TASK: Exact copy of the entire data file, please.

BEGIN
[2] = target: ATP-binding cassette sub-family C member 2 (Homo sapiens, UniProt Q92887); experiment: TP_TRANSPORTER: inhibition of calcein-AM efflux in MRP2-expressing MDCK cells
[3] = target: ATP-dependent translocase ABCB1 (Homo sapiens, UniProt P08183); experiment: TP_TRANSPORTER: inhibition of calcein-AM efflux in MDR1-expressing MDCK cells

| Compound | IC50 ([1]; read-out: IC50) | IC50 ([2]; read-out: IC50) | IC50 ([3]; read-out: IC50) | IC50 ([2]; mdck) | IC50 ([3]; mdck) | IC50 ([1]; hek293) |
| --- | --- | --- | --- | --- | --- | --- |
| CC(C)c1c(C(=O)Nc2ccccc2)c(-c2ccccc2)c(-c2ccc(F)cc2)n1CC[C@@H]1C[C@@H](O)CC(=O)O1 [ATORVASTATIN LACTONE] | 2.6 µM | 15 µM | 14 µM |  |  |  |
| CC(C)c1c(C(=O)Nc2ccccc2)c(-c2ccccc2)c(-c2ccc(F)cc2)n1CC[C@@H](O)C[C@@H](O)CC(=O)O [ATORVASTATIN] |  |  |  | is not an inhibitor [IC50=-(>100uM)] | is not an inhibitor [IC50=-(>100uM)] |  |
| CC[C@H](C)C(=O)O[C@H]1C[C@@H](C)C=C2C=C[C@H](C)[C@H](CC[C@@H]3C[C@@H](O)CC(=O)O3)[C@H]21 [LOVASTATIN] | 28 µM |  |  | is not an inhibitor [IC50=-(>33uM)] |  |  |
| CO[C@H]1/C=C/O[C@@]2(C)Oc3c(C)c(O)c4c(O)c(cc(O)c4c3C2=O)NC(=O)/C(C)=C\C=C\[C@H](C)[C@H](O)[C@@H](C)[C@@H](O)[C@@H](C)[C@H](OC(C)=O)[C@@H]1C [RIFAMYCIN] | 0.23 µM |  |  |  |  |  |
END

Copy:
[2] = target: ATP-binding cassette sub-family C member 2 (Homo sapiens, UniProt Q92887); experiment: TP_TRANSPORTER: inhibition of calcein-AM efflux in MRP2-expressing MDCK cells
[3] = target: ATP-dependent translocase ABCB1 (Homo sapiens, UniProt P08183); experiment: TP_TRANSPORTER: inhibition of calcein-AM efflux in MDR1-expressing MDCK cells

| Compound | IC50 ([1]; read-out: IC50) | IC50 ([2]; read-out: IC50) | IC50 ([3]; read-out: IC50) | IC50 ([2]; mdck) | IC50 ([3]; mdck) | IC50 ([1]; hek293) |
| --- | --- | --- | --- | --- | --- | --- |
| CC(C)c1c(C(=O)Nc2ccccc2)c(-c2ccccc2)c(-c2ccc(F)cc2)n1CC[C@@H]1C[C@@H](O)CC(=O)O1 [ATORVASTATIN LACTONE] | 2.6 µM | 15 µM | 14 µM |  |  |  |
| CC(C)c1c(C(=O)Nc2ccccc2)c(-c2ccccc2)c(-c2ccc(F)cc2)n1CC[C@@H](O)C[C@@H](O)CC(=O)O [ATORVASTATIN] |  |  |  | is not an inhibitor [IC50=-(>100uM)] | is not an inhibitor [IC50=-(>100uM)] |  |
| CC[C@H](C)C(=O)O[C@H]1C[C@@H](C)C=C2C=C[C@H](C)[C@H](CC[C@@H]3C[C@@H](O)CC(=O)O3)[C@H]21 [LOVASTATIN] | 28 µM |  |  | is not an inhibitor [IC50=-(>33uM)] |  |  |
| CO[C@H]1/C=C/O[C@@]2(C)Oc3c(C)c(O)c4c(O)c(cc(O)c4c3C2=O)NC(=O)/C(C)=C\C=C\[C@H](C)[C@H](O)[C@@H](C)[C@@H](O)[C@@H](C)[C@H](OC(C)=O)[C@@H]1C [RIFAMYCIN] | 0.23 µM |  |  |  |  |  |